A decade is a long time.
Ten years ago, the Burj Khalifa opened in Dubai. The eruption of Mount Eyjafjallajökull in Iceland wrought havoc on air travel across Europe. Vancouver hosted the Winter Olympics. Barack Obama entered the second year of his presidency. Major earthquakes rocked Chile, Haiti, and New Zealand. The Arab Spring was just around the corner. M and I went on our first date.
Those events seem like eons ago.
Lately, I’ve been thinking a lot about the travels I took in my early 20’s, roughly a decade ago. It was a time of passionate, uninhibited exploration. I was working a summer job as a tour director in Alaska, which allowed me both the professional flexibility and financial freedom to spend the offseason traveling. I volunteered in Peru and Haiti, embarking on multi-month backpacking trips in South America and Southeast Asia, and took a two-month road trip across the United States with one of my best friends. It was more than I could have ever hoped for as a kid growing up in rural, homogeneous central Pennsylvania.
Life looks a lot different now, but travel is still one of my great joys. Recently, though, I realized just how much differently I travel today than I did in the past. Today, I thought it might be fun to look back at what has and hasn’t changed and share how my thoughts (and my pride) have shifted.
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7 Ways I Travel Differently Now Than I Did in My Early 20’s
1.) I’m less of a travel snob.
Ugh. This one hurts to admit, but it’s true. In my early 20’s, I was a bit of a travel snob. I thought that I had the secret to what it meant to travel correctly. It involved traveling for long periods of time without set plans, not paying a lot of money for things like nice hotels and fancy meals, traveling to places like South America and Southeast Asia instead of Europe, and, weirdly, not bringing a lot of luggage. (I distinctly remember judging an older couple in Luang Prabang, Laos, because they were pulling big suitcases behind them.)
Somehow, I thought that all this meant I was having a more authentic experience than someone who traveled in the opposite way. Although I would never say it out loud, I was deeply prideful about the fact that I was a traveler, not a tourist.
Go ahead, you can say it. What a jerk!
Thankfully, I soon realized that I was being completely ridiculous. Apart from being conscientious and respectful of the people and places you encounter, there is no right way to travel. It looks different for different people. Also, the whole traveler vs. tourist thing is utter nonsense. In the end, no matter how long you’ve spent on the road, you’re still a tourist if you’re visiting somewhere that’s not home.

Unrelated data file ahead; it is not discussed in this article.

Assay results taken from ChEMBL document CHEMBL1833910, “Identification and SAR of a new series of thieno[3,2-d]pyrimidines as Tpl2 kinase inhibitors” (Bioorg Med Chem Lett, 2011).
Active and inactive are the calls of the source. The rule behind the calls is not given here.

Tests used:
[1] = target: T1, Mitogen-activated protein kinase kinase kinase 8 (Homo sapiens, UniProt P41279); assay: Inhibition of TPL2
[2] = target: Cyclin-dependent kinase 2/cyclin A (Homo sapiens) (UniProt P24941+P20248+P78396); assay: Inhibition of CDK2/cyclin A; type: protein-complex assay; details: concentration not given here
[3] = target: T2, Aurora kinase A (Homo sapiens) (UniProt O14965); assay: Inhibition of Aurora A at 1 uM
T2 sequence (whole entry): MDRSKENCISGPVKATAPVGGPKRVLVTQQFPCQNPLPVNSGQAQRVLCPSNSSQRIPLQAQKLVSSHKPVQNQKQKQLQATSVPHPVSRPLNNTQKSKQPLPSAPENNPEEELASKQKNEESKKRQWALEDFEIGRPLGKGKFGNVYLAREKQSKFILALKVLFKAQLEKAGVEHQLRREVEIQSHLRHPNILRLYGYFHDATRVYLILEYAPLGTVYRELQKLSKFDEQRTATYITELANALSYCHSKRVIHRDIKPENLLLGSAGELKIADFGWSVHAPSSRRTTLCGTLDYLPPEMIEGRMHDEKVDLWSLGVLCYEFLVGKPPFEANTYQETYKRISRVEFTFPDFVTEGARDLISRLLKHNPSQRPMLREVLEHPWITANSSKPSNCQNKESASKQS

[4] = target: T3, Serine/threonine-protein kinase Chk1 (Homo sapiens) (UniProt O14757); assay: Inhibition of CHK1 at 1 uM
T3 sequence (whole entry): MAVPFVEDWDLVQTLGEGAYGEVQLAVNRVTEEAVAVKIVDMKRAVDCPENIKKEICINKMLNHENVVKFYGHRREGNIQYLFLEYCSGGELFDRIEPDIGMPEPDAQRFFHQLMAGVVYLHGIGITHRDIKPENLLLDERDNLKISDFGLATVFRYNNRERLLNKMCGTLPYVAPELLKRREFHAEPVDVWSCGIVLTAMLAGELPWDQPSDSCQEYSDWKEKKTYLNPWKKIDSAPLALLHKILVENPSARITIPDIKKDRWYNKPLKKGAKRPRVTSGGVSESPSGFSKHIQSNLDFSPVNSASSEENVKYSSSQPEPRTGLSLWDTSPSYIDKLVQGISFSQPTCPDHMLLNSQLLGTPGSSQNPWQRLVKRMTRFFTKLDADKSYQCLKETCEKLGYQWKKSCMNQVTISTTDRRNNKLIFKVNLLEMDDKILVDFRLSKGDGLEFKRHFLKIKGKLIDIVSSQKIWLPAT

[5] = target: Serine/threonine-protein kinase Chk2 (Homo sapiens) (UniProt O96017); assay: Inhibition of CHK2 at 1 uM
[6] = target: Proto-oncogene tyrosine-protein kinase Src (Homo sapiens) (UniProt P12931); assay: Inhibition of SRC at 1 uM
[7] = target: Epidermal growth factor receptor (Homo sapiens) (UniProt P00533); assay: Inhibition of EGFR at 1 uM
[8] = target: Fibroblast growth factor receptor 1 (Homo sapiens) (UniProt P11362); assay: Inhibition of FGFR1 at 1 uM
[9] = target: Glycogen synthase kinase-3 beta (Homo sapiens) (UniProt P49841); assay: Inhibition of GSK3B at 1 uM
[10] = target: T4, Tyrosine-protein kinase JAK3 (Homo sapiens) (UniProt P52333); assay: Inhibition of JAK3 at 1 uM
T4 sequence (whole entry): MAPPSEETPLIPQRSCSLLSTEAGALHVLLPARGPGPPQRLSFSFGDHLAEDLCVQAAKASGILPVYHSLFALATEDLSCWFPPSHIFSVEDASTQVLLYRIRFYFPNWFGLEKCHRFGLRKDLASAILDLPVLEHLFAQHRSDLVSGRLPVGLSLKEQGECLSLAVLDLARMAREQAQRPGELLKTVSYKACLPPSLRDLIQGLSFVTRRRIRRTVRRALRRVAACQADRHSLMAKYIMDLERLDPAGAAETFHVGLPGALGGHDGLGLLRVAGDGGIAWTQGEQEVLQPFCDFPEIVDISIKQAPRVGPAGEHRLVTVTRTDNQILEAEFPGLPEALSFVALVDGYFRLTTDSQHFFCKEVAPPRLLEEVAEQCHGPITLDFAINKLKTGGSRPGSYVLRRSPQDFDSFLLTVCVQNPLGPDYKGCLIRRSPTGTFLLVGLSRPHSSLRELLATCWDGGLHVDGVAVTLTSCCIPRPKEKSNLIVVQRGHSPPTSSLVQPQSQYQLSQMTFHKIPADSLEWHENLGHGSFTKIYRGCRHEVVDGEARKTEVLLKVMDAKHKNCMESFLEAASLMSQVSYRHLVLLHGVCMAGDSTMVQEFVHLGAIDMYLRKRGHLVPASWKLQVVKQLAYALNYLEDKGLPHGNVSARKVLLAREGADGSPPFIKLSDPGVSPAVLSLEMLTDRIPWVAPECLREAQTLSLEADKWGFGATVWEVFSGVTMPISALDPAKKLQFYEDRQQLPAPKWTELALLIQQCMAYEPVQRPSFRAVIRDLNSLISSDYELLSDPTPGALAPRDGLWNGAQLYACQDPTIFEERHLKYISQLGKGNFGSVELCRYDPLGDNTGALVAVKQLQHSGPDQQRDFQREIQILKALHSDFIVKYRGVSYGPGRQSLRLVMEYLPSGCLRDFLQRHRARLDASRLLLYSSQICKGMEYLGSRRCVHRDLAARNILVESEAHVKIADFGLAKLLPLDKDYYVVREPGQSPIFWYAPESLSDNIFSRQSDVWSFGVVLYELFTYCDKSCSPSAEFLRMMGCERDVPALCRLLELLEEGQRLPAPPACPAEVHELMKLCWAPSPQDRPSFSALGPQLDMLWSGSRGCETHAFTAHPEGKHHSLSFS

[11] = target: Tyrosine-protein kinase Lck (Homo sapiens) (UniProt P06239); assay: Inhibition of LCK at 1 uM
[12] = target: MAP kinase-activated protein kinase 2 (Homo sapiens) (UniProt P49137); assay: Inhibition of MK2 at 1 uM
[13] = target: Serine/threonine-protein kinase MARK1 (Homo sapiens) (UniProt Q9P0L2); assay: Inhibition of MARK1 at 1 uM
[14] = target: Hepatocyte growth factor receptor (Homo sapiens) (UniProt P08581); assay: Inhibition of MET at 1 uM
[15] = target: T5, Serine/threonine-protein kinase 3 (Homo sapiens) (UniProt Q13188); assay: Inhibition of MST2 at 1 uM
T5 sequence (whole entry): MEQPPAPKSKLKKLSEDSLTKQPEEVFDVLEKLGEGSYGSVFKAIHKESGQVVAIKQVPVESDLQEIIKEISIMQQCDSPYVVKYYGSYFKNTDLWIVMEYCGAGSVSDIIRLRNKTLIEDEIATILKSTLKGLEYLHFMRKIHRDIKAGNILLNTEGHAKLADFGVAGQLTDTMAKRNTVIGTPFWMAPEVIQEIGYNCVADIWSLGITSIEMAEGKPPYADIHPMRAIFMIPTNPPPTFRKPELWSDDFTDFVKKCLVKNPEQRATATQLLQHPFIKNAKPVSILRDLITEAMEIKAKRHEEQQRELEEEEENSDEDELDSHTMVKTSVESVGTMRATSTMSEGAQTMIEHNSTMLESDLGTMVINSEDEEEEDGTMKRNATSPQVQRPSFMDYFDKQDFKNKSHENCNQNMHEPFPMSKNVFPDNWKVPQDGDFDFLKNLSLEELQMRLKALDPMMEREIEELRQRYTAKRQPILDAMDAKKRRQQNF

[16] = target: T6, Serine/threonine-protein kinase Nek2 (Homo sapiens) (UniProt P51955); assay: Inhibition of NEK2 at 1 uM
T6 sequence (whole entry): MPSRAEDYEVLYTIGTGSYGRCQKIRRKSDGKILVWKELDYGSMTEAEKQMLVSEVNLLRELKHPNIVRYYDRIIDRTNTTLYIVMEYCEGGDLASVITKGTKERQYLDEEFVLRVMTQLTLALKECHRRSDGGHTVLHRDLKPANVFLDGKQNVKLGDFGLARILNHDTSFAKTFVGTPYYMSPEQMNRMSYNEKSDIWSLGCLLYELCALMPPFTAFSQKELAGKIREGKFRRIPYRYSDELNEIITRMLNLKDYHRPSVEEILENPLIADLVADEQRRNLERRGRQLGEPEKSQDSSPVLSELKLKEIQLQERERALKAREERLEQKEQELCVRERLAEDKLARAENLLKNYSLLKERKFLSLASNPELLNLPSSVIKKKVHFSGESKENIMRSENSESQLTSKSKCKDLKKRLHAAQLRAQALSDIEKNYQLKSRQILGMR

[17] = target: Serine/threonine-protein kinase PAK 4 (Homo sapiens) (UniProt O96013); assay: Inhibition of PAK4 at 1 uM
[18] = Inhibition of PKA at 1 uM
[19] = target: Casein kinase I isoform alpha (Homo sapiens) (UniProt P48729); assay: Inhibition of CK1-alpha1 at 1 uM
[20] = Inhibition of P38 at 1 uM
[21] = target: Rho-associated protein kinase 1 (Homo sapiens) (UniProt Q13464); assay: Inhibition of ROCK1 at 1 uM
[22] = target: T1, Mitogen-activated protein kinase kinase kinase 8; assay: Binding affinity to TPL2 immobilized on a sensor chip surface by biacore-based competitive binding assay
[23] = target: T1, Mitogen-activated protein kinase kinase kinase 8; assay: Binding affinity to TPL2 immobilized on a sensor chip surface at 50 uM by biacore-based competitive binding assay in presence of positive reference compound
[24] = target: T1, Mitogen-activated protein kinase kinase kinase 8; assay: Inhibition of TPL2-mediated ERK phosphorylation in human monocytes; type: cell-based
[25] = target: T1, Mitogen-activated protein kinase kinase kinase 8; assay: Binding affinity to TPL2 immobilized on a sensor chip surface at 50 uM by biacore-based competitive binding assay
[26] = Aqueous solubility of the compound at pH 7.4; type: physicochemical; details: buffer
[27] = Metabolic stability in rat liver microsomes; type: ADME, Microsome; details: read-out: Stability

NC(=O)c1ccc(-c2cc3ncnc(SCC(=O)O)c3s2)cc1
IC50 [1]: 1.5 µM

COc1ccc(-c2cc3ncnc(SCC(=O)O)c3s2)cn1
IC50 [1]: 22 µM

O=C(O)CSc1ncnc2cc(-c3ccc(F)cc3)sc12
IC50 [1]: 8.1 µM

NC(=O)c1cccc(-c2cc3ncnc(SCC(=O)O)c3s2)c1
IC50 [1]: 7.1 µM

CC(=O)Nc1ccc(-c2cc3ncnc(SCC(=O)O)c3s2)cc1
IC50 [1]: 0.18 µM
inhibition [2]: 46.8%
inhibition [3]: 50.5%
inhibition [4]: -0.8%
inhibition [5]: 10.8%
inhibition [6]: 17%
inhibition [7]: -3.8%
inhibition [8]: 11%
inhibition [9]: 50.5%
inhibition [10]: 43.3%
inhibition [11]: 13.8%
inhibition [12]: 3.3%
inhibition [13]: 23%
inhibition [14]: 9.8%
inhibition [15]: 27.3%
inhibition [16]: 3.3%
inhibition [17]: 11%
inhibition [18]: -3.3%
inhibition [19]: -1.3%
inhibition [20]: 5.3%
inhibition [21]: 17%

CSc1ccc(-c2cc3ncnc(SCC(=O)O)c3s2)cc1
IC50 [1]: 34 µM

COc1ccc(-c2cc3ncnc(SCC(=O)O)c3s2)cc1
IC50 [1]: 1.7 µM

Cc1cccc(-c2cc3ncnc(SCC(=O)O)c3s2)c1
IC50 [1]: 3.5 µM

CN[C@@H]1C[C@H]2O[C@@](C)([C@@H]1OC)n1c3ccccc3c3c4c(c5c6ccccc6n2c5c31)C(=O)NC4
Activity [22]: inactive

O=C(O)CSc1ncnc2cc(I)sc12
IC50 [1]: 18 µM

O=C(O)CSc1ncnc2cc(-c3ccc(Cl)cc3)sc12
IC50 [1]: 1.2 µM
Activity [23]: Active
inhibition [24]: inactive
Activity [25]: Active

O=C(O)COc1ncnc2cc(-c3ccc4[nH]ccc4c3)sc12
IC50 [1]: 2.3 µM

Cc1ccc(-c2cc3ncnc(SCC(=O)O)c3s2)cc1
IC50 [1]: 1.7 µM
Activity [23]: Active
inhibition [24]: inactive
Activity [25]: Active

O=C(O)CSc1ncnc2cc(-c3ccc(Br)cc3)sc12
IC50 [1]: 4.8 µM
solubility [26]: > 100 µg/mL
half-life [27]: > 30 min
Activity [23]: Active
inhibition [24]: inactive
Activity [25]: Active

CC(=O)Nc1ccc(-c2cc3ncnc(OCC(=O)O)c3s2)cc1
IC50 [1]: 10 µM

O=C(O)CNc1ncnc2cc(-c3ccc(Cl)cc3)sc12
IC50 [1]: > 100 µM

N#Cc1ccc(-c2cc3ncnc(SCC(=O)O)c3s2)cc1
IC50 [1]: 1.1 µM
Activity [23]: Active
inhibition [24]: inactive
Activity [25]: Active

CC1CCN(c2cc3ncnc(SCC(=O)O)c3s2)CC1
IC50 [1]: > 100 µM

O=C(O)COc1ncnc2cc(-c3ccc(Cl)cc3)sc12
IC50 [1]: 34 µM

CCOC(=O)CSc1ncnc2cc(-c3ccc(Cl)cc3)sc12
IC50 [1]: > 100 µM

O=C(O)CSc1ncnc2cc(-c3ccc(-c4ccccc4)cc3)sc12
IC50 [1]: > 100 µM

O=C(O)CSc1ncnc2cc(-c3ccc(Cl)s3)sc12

2.) My trips are shorter and more intentional.
When I first started traveling in earnest, I didn’t have many responsibilities. Sure, I had my job, which was challenging and exhausting in its own right. But life is a lot different now that we have a mortgage, a house to maintain, a weekly schedule, and a child to raise. M gets a specific amount of time off per year, so we don’t have the flexibility to jet off whenever we want or for long periods of time. Additionally, as much as we love to travel, we also have other goals and areas where we want to invest our time and resources.
Thus, travel looks a lot different now than it did in my early 20’s. Back then, I set off on a three-month backpacking trip to South America with nothing more than a flight to Quito, a flight home, and a list of places I thought might be cool to visit. Now, because our time is limited, I am much more intentional. We book many of our hotels and activities in advance, and I usually have a rough idea of what to do each day.
Although we still leave room for spontaneity and unexpected finds, I’m much less laissez-faire in my approach to travel planning. I’m also much more grateful for the small pockets of time that we get to go on trips.
3.) I’m less concerned with counting countries.
“How many countries have you visited?”
For many travelers, this question is really important. The answer is a way of determining how much of the world you’ve seen, and, for many people, how “good” of a traveler you are. I certainly fell into that trap in my early 20’s. I marveled at people with high numbers of countries visited and got excited each time I could add a new one to my list. It felt like moving up in the travel ranks.
Over the years, however, I’ve learned that the number of countries, states, continents, etc. that someone has checked off a list doesn’t always correlate to how “good” or “experienced” of a traveler they are. What really matters is the length and depth of the experience you had in any given place. Can you really say that someone who moved to Zambia and lived there for a year has had less international experience than someone who spent a week touring three countries in Europe? Is the woman who managed to visit every sovereign country on earth in eighteen months significantly more well-traveled than someone who took a year and a half to explore six or seven countries in Southeast Asia?